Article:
Friday, December 27, 2019

Love thy neighbour.......................

     We make our friends; we make our enemies; but God makes our next-door neighbour.  Hence he comes to us clad in all the careless terrors of nature;  he is as strange as the stars, as reckless and indifferent as the rain.  He is Man, the most terrible of the beasts.  That is why the old religions and the old scriptural language showed so sharp a wisdom when they spoke, not of one's duty to humanity, but one's duty towards one's neighbour.  The duty towards humanity may often take the form of some choice which is personal or even pleasurable.  That duty may be a hobby;  it may even be a dissipation.  We may work in the East End because we are peculiarly fitted to work in the East End, or because we think we are;  we may fight for the cause of international peace because we are very fond of fighting.   The most monstrous martyrdom, the most repulsive experience, bay be the result of choice or a kind of taste.  We may be so made as to be particularly fond of lunatics or specially interested in leprosy.  We may love negroes because they are black or German Socialists because they are pedantic.  But we have to love our neighbor because he is there—a much more alarming reason for a much more serious operation.  He is the sample of humanity which is actually given us.  Precisely because he may be anybody he is everybody.  He is a symbol because he is an accident.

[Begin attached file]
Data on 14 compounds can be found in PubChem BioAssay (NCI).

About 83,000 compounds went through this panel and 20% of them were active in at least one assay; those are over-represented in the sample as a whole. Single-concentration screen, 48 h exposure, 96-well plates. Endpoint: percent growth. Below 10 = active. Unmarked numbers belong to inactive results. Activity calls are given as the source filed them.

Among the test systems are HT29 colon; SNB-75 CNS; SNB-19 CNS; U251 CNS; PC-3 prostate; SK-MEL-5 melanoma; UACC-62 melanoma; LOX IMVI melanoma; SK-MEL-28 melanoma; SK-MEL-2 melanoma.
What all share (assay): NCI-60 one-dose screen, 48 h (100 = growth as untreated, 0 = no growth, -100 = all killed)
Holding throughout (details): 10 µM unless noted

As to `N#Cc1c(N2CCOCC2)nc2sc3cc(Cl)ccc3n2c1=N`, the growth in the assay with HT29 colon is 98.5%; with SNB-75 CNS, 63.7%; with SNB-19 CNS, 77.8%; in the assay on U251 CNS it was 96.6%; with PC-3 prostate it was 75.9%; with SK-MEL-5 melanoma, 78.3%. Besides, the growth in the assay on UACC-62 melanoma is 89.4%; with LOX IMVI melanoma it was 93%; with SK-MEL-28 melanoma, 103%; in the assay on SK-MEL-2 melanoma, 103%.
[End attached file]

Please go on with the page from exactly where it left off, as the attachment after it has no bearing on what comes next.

-G. K. Chesterton, from his 1905 essay On Certain Modern Writers and the Institution of the Family

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